Peachtree Hoops NBA Draft scouting report series winds down with a look at Jared Butler out of Baylor.
In recent memory, it’s hard for me to think of many prospects less divisive in the scouting community than Baylor guard Jared Butler. I don’t think I’ve talked to one draft watcher during this whole cycle who doesn’t like him, at least to some degree. And it’s not hard to see why. One of the best players in college basketball, Butler put a bow on a distinguished NCAA career with a victory over undefeated Gonzaga in the national title game.
Butler’s scouting profile is very straightforward; I would be surprised if he did not manage to be at least a rotation player. Possessing arguably the best handles in this draft class as his standout skill, Butler also boasts a strong all-around game: he’s a good shooter, a solid defender, and has improved as a playmaker as well.
With a polished NBA-ready skill set, Butler is typically described as a “high floor” prospect. The debate with Butler - to the extent that there is a debate with him at all - is how much draft capital should be allocated to his selection based on how much untapped growth he still has in him.
For many, Butler profiles as a back-up point guard in the Jalen Brunson impact category; basically as good as it gets for a non-starting guard. However, if indeed one might not see him as a starting caliber guard, it leaves questions about how much value there is in taking him over prospects which might have more perceived upside.
But in my view, this is a secondary consideration. Astute draft analysts know that outside of the lottery, a typical outcome for a prospect selected in the twenties is not exciting. Simply getting a player in this range who adds rotation value for years is a positive result. And few offer less downside than Butler.
- Butler’s game starts with his superb handle. He has the ball on a string, able to create space for his shot as well as drive through traffic and keep his dribble alive in tight areas. This handle allows Butler to take full advantage of mismatches on the perimeter while also making him a challenge for anyone.
- He shot 41% from three on 185 attempts in his final season at Baylor, as well as 38% over 558 attempts for his full college career. He ranked 98th percentile as a catch-and-shoot scorer per Synergy. He’s a confident shooter off the dribble as well, scoring 0.93 points per possession on all jump shots off the dribble according to Synergy data, good for 77th percentile on respectable volume.
- Without great vertical pop, Butler was not a strong finisher at Baylor and will need to improve there in the NBA. However, given the overall strength of the rest of his offensive game, he can get by if he turns out to be a below average finisher.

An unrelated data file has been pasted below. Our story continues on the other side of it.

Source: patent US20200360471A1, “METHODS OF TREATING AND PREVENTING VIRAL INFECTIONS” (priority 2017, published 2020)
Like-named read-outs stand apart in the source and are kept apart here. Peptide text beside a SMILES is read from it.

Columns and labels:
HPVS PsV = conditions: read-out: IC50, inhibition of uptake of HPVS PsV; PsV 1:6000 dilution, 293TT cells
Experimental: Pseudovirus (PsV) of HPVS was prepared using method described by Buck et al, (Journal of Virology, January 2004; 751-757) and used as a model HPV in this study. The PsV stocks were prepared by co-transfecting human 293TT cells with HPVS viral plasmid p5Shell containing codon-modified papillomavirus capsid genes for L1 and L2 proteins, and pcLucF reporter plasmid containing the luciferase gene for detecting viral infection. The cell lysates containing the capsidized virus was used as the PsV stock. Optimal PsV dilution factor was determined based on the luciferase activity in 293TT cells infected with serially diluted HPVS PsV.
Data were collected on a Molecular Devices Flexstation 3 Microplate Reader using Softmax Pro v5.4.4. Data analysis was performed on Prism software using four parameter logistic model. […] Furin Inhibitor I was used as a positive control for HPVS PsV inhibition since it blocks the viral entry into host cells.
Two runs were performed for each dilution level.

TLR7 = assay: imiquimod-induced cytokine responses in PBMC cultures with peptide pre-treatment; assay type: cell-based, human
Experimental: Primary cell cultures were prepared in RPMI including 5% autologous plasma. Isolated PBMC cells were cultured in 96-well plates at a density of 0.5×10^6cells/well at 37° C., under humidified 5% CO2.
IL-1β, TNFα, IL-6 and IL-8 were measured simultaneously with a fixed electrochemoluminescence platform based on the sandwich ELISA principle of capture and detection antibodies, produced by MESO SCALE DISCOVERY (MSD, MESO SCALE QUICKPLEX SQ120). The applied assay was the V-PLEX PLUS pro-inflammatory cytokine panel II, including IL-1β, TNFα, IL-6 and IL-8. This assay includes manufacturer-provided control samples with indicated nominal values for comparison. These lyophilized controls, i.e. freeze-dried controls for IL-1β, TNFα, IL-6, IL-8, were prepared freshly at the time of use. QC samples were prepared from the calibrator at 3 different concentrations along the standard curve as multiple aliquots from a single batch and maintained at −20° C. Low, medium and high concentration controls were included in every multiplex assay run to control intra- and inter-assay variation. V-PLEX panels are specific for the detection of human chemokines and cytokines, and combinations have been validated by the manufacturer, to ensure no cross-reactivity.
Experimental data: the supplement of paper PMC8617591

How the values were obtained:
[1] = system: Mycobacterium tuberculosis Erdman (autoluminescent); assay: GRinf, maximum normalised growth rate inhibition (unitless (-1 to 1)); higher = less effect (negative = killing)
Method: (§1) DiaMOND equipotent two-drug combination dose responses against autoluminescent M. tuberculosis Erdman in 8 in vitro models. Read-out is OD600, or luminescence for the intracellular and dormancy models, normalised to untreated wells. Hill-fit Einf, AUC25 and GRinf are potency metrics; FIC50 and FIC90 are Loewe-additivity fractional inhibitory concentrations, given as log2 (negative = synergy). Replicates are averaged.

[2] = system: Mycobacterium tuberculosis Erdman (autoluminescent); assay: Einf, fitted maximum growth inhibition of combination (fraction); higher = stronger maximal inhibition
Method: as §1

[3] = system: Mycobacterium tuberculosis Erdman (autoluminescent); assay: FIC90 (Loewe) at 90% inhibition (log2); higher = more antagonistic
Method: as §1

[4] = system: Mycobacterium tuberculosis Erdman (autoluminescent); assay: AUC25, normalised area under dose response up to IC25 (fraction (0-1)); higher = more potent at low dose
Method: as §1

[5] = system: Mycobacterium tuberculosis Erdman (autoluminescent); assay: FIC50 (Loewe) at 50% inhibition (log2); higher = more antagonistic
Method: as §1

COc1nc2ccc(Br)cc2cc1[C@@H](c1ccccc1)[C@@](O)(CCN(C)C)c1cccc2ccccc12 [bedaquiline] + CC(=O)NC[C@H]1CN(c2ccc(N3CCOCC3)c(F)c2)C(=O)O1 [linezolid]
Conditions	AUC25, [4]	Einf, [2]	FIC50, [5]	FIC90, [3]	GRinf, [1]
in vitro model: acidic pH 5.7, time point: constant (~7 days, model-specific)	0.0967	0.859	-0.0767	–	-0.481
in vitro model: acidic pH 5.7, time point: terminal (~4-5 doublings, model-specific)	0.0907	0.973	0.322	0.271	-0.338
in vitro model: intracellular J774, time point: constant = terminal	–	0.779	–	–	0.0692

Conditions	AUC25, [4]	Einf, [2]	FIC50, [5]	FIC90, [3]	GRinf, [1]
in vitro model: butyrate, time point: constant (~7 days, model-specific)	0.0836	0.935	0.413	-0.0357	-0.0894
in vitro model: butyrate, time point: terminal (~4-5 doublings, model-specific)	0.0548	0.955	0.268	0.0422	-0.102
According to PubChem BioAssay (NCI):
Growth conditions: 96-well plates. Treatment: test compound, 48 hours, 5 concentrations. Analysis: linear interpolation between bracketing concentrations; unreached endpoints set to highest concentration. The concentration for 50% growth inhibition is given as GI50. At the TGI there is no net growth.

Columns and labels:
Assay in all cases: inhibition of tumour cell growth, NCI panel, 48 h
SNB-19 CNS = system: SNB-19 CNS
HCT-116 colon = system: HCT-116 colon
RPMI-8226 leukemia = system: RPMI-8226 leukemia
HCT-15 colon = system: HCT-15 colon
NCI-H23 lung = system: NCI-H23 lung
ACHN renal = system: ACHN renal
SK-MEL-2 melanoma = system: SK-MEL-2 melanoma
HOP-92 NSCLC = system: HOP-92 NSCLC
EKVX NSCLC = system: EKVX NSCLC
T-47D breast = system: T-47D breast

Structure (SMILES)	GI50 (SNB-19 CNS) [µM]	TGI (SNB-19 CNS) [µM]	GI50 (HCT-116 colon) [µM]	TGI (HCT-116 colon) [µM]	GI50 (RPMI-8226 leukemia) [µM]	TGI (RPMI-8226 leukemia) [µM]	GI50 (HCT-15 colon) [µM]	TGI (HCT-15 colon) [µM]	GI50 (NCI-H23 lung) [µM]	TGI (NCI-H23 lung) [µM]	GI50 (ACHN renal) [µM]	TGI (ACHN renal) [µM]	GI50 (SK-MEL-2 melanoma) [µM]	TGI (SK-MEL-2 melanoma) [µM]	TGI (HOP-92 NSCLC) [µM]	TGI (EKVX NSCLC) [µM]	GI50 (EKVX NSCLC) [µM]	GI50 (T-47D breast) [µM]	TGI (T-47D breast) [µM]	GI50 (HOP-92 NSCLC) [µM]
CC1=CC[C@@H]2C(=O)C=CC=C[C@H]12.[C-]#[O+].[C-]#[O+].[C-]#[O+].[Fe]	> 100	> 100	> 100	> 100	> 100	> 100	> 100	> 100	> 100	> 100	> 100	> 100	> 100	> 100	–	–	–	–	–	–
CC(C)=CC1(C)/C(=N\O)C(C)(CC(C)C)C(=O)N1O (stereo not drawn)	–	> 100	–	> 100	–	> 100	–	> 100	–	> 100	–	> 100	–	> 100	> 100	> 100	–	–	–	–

- Players 6’3 and under tend to not be impactful defenders in the NBA without advanced feel or physical tools, and Butler is no exception. With that said, Butler at any rate should not be a liability and should provide some value as a good on-ball defender who makes smart rotations and has awareness away from the ball.
- There could be some blurred lines with his defensive role in the NBA. Having pretty good size for a point guard, teams will likely want to deploy him in two point guard lineups where it is more likely he’ll be tasked with guarding up a position. He’ll need to continue to make strength improvements to better compete physically.
Fit with the Hawks
Jared Butler is probably the low hanging fruit for Atlanta in this draft. Looking at what we believe their roster is likely to appear next season, I think most would opine that backup point guard is their biggest roster hole. This is something they could certainly fill in free agency, whether that entails using their MLE or another mechanism, but tapping a prospect like Butler in the draft offers a cheap, long-term option.
Another advantage to Butler is he has both the size and shooting to play alongside Trae Young in addition to backing him up; this means that he is not confined to simply a small role. Further, Butler is simply a winner. Like De’Andre Hunter, he won a national championship as perhaps the best player on his team. He’s the type of player on and off the court that you want in your organization. I know this can sound like platitudes but it’s genuinely true.
While he likely does not offer the upside of other picks in this range, Butler is probably an NBA player and probably a useful one. The Hawks could do much worse with their pick than the All American guard from Baylor.